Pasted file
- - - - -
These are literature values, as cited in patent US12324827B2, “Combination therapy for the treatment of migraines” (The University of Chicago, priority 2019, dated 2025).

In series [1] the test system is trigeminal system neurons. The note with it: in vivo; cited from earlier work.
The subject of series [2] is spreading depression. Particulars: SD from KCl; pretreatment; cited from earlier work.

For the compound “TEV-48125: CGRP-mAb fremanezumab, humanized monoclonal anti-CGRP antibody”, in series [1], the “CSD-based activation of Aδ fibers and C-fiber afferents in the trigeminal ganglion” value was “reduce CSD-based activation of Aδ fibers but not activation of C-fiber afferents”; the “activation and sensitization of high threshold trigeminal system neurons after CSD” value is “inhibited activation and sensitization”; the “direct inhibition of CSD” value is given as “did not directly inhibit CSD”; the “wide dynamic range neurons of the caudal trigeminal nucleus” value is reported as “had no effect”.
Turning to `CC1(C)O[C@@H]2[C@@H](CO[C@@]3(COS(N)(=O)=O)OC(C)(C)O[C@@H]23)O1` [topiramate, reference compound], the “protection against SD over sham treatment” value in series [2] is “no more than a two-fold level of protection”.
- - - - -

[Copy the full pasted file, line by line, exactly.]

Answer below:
These are literature values, as cited in patent US12324827B2, “Combination therapy for the treatment of migraines” (The University of Chicago, priority 2019, dated 2025).

In series [1] the test system is trigeminal system neurons. The note with it: in vivo; cited from earlier work.
The subject of series [2] is spreading depression. Particulars: SD from KCl; pretreatment; cited from earlier work.

For the compound “TEV-48125: CGRP-mAb fremanezumab, humanized monoclonal anti-CGRP antibody”, in series [1], the “CSD-based activation of Aδ fibers and C-fiber afferents in the trigeminal ganglion” value was “reduce CSD-based activation of Aδ fibers but not activation of C-fiber afferents”; the “activation and sensitization of high threshold trigeminal system neurons after CSD” value is “inhibited activation and sensitization”; the “direct inhibition of CSD” value is given as “did not directly inhibit CSD”; the “wide dynamic range neurons of the caudal trigeminal nucleus” value is reported as “had no effect”.
Turning to `CC1(C)O[C@@H]2[C@@H](CO[C@@]3(COS(N)(=O)=O)OC(C)(C)O[C@@H]23)O1` [topiramate, reference compound], the “protection against SD over sham treatment” value in series [2] is “no more than a two-fold level of protection”.